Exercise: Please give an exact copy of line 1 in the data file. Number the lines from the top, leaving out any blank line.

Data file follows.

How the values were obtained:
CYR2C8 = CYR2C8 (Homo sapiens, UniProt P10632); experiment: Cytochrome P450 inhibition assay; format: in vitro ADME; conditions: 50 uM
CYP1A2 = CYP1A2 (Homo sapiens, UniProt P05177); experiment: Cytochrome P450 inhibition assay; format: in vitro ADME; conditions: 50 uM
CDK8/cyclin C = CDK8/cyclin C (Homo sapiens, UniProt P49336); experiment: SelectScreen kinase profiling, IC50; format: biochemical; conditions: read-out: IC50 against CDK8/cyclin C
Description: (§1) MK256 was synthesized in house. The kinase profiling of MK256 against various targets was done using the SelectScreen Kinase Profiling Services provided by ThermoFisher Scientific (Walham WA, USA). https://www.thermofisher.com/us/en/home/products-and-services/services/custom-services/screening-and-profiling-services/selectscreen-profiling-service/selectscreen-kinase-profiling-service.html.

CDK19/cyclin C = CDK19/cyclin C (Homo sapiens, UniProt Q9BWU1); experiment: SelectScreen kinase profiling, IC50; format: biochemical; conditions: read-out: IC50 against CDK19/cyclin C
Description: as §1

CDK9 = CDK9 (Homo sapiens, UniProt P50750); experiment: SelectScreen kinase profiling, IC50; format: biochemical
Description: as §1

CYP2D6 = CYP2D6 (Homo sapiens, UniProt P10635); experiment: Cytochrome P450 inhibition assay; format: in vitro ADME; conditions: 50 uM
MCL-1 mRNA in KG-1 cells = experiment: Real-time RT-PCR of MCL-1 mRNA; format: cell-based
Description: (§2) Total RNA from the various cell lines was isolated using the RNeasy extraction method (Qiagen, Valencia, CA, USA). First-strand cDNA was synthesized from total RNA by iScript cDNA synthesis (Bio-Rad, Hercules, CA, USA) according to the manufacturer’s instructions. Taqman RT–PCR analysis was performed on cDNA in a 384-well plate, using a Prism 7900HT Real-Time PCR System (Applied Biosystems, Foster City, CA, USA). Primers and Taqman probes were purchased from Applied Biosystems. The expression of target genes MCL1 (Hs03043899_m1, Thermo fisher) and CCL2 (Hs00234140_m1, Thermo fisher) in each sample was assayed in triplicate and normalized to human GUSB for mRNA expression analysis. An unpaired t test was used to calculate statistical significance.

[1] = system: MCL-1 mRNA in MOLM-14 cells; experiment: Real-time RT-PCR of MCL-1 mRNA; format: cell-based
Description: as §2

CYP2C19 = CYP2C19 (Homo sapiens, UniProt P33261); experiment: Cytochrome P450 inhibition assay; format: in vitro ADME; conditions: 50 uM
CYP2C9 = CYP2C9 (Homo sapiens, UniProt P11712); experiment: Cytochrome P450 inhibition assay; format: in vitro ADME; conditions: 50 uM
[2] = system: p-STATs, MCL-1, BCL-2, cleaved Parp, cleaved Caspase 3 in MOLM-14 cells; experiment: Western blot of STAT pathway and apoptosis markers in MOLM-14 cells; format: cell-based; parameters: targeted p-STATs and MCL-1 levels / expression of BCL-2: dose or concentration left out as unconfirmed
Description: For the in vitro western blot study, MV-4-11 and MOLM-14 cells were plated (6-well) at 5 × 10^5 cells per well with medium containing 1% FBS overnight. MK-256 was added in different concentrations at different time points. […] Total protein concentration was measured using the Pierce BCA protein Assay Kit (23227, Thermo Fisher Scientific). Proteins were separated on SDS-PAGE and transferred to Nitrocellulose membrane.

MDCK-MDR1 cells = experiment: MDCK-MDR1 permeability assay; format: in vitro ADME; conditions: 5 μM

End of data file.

How the values were obtained: